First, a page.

Album Review: Cedarsmoke – The Great & The Terrible

From Meanjin/Brisbane’s musical underbelly emerges Cedarsmoke, the indie-rock/folk outfit that commands a legion of discerning listeners. With Jon Cloumassis at the helm, the band is no stranger to delivering lyrically stimulating pop, infused with an intriguing blend of humor tinged with a dark edge, all steeped in an undertone of haunting melancholy. Now, they unfurl their much-awaited sophomore album, ‘The Great & The Terrible’, just released last Friday, July 14, which elevates their signature sound and storytelling prowess to new heights.

With ‘The Great & The Terrible’, Cedarsmoke triumphantly showcases their fluidity across musical landscapes. Straddling genres from spirited indie-rock, the gentle lull of acoustic folk-style ballads, to the poignant resonance of piano-driven tracks, the album is a testament to their versatility. The raw simplicity of the album’s instrumentation forms the backbone of its composition. Pianos harmonize with acoustic guitars, organs blend with the melancholic strains of pedal steel, and harmonicas add texture to the musical tapestry, all the while ensuring the album’s narrative remains at the forefront.

Deeply rooted in the timeless story of ‘The Wizard of Oz’, the band subtly weaves this iconic narrative into the fabric of their own storytelling. ‘The Great & The Terrible’ unfolds like a panorama, presenting characters at the precipice of transformation, encapsulating their fears, hopes, and the profound changes within their souls. Cloumassis further enhances the connection, stating that the album is an exploration of change in all its forms and manifestations, its music serving as a heartfelt homage to the mythic journey of ‘The Wizard of Oz’.

As the album commences with ‘For Real’, listeners are greeted with a powerful tribute to self-discovery and introspection. The track borrows the electric spirit of Bruce Springsteen’s iconic ‘Thunder Road’ yet charts its distinctive course, laying the foundation for the explorative journey the album promises. ‘Ready To Go’ continues this energetic exploration, probing themes of death, spirituality, and the varied facets of worship that define our existence.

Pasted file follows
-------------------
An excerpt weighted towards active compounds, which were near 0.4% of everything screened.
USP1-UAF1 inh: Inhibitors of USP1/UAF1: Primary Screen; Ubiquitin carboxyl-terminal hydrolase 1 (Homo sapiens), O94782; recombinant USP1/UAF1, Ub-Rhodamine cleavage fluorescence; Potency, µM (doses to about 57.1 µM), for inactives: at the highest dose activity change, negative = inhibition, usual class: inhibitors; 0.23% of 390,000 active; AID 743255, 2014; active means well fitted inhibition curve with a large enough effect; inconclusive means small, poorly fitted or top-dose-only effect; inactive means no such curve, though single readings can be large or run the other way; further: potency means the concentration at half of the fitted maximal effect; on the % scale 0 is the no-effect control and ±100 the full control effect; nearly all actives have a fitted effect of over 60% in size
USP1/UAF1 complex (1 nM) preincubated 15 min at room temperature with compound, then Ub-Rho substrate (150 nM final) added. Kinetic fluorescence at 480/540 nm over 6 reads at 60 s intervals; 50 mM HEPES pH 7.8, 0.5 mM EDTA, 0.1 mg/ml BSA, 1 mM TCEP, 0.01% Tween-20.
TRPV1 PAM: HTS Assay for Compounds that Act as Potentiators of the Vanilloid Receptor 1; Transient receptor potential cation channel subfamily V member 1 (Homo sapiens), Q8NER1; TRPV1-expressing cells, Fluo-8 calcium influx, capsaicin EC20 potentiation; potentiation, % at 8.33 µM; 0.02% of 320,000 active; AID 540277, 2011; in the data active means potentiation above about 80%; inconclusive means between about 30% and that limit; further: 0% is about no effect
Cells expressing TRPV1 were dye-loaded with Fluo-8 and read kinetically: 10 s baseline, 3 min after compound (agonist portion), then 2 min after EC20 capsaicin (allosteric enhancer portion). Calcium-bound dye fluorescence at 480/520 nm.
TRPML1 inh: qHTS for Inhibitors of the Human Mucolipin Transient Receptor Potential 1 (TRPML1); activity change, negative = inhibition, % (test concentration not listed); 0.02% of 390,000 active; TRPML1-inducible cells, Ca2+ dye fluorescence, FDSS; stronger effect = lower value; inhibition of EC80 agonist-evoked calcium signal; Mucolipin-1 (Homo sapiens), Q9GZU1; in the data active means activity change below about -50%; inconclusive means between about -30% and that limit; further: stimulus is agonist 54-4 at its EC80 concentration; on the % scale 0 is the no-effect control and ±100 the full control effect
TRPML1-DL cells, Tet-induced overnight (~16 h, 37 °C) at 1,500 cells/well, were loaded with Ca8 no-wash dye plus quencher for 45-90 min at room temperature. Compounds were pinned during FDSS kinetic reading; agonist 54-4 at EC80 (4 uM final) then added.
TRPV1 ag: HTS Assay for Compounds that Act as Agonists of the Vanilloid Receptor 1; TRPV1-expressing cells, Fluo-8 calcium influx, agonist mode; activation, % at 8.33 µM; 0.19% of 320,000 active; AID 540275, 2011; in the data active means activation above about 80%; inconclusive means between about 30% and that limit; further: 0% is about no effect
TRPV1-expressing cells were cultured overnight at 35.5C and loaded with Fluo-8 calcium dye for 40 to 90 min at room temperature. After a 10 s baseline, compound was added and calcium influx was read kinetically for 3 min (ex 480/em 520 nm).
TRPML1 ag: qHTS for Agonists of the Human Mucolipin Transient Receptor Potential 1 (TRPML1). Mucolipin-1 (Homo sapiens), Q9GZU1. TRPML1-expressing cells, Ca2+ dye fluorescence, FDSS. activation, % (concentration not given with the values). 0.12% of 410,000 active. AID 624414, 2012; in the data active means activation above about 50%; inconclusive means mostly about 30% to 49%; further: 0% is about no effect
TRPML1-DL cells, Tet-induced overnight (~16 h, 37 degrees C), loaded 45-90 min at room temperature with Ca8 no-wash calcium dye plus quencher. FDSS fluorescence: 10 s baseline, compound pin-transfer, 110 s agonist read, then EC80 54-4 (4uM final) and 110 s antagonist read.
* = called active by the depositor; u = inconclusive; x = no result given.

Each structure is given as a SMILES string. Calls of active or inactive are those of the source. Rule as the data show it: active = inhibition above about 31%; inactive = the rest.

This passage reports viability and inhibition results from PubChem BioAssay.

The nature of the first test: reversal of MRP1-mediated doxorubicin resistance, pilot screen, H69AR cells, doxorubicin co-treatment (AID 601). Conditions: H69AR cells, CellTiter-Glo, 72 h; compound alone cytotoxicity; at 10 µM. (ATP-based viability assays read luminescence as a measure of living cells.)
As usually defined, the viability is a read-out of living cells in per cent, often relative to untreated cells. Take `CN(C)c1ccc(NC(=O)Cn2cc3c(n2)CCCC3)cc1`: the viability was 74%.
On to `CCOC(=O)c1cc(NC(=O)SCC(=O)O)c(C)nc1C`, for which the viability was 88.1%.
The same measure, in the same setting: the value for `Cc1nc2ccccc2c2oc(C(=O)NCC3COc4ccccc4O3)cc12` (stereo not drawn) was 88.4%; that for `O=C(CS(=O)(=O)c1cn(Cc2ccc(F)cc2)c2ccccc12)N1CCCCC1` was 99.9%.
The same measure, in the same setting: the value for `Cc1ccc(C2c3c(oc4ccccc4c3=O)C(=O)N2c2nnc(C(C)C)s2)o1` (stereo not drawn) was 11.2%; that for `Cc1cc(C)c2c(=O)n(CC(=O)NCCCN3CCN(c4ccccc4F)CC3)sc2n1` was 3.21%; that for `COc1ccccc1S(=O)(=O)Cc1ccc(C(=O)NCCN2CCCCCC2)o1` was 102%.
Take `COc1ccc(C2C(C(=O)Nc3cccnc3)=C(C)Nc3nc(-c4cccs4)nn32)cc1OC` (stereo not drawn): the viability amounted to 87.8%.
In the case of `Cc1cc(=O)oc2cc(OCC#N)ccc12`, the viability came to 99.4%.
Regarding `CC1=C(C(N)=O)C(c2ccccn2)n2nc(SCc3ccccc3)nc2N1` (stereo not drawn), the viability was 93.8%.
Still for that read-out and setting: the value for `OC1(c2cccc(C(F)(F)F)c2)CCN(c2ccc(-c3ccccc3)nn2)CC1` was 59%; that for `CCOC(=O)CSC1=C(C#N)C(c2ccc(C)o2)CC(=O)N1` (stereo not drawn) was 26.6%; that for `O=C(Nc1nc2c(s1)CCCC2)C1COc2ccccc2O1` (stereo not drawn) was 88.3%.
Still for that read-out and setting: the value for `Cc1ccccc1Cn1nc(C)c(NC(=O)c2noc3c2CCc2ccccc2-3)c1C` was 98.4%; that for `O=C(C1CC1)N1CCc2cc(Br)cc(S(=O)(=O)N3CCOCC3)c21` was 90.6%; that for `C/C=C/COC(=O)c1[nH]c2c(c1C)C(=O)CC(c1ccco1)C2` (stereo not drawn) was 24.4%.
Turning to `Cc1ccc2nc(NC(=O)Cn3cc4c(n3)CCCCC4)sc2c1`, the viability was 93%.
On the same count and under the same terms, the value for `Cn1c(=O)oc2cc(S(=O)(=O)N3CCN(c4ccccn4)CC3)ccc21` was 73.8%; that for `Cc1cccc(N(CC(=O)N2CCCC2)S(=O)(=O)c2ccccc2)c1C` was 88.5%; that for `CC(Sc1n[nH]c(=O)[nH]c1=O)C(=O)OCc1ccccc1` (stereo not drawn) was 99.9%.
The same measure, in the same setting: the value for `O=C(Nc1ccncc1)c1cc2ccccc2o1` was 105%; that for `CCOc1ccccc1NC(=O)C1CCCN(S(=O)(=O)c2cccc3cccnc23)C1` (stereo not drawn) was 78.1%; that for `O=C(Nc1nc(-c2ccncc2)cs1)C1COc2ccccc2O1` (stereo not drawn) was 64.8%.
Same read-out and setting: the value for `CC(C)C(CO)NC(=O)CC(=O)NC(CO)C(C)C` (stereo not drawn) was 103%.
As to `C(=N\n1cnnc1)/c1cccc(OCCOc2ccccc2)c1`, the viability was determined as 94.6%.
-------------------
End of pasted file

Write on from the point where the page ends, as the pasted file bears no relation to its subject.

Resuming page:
Distinct tracks such as the hauntingly beautiful ‘Oil & Water’ and the intensely emotional ‘Amy at 13’ rise as evocative anthems from the album’s depths. Amber Rose’s vocals in ‘Oil & Water’ shimmer like a spectral melody, while ‘Amy at 13’ narrates the turbulent dynamics of a father-daughter relationship wrestling with the chaos of adolescent mental health issues.

‘Know You’re Mine’ stands as an upbeat indie-pop treasure that propels the album forward. Enveloped in captivating surf-rock guitar riffs and invigorating choruses, the song unfurls a year-long love story, detailing the doubts and uncertainties that mark the passage of time. Its companion, ‘Go Easy’, is a soulful folk-rock ballad that deftly unites five thematically connected verses, reiterating the chorus that leaves an echo in the heart long after the song concludes.

Cedarsmoke pushes the boundaries of their musical landscape further with ‘Come Around Here’. The track is a masterpiece of emotion, capturing the varied intervals in a character’s life, offering a window into their journey through time. ‘Strangely Familiar’, on the other hand, offers a softer, more tender exploration of the concept of déjà vu, painting a mystical image that captivates listeners.

The album’s lead single, ‘Goodnight Marianne’, is an epitome of Cedarsmoke’s ability to blend lively pop-rock soundscapes, jaunty melodies, and playful lyrics. Their knack for crafting relatable narratives brimming with quirky charm and wit shines brightly in this track, laying bare the band’s unique brand of storytelling.’The Way We Once Were’ tugs at heartstrings as a poignant duet about divorce. It offers a retrospective look into the aftermath of a breakup, contrasting raw, introspective lyrics against the backdrop of twangy, dust-tinged guitars. The nostalgia-infused narrative juxtaposes with the country-inspired musical landscape, crafting a stark, evocative picture of love and loss.

The album finds closure with ‘Emerald City’ and its companion piece, ‘Emerald City (Epilogue)’. These final tracks echo the transformative essence of change, brimming with colour and optimism, underscoring the journey that the album is all about. They don’t just mark the end of the album, but also the beginning of new stories, new transformations, and new experiences.

With ‘The Great & The Terrible’, Cloumassis has masterfully crafted narratives that are intimate, thought-provoking, and vivid. The indie-rock and folk backdrop of the album sets the stage for a profoundly emotional journey that spans the spectrum of life’s highs and lows, joys and sorrows. His lyrical craftsmanship and the band’s musical versatility have together created an album that transcends the ordinary, offering a bluntly honest outlook on life.

Cedarsmoke’s latest offering is out now, inviting listeners to join them as they light the fire and weather the storm of life’s perpetual journey. The band is also set to bring their new music to life in a live performance on August 5 in Brisbane. Their captivating stage presence combined with the enchanting narratives of ‘The Great & The Terrible’ promise an immersive musical experience for their fans. So, mark your calendars and prepare to step into the captivating world of Cedarsmoke’s ‘The Great & The Terrible’.

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